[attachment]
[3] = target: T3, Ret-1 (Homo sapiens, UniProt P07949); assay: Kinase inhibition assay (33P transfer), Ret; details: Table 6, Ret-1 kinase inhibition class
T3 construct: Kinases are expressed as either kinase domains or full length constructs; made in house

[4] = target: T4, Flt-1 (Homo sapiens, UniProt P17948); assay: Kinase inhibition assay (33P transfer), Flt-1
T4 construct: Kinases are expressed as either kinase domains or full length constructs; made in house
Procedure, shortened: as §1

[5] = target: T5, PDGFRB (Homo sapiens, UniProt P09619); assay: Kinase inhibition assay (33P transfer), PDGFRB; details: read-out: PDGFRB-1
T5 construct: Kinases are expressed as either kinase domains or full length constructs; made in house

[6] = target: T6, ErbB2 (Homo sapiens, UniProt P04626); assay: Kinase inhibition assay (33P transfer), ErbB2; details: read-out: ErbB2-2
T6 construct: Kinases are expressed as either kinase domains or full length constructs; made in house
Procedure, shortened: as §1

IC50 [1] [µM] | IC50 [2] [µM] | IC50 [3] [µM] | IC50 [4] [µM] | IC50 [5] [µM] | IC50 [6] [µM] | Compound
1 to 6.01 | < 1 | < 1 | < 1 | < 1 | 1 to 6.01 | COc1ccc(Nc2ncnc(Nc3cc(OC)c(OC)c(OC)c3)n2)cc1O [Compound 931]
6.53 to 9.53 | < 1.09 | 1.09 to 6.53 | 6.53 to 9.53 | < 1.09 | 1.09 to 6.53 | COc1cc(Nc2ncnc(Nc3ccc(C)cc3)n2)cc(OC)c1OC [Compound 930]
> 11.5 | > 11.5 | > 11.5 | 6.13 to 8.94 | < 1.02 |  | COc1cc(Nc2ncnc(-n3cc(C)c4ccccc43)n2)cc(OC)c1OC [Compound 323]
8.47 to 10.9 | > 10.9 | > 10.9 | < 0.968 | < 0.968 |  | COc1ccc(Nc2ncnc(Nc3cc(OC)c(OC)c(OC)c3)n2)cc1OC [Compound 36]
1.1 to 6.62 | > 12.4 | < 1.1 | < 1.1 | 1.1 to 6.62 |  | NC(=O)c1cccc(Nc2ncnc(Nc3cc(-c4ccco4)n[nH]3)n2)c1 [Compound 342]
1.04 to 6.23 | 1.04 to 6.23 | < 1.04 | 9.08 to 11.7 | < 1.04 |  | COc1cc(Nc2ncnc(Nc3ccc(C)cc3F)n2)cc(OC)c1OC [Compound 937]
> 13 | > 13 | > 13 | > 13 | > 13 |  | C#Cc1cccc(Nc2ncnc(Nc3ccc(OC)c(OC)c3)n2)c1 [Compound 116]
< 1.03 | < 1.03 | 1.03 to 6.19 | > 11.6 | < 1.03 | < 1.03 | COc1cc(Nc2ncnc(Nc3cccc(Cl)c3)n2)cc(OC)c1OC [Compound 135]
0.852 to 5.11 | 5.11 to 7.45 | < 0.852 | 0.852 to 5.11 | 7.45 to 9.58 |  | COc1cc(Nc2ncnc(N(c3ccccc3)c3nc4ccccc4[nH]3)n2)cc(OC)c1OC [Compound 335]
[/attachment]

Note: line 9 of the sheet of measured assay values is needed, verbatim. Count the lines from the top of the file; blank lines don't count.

T6 construct: Kinases are expressed as either kinase domains or full length constructs; made in house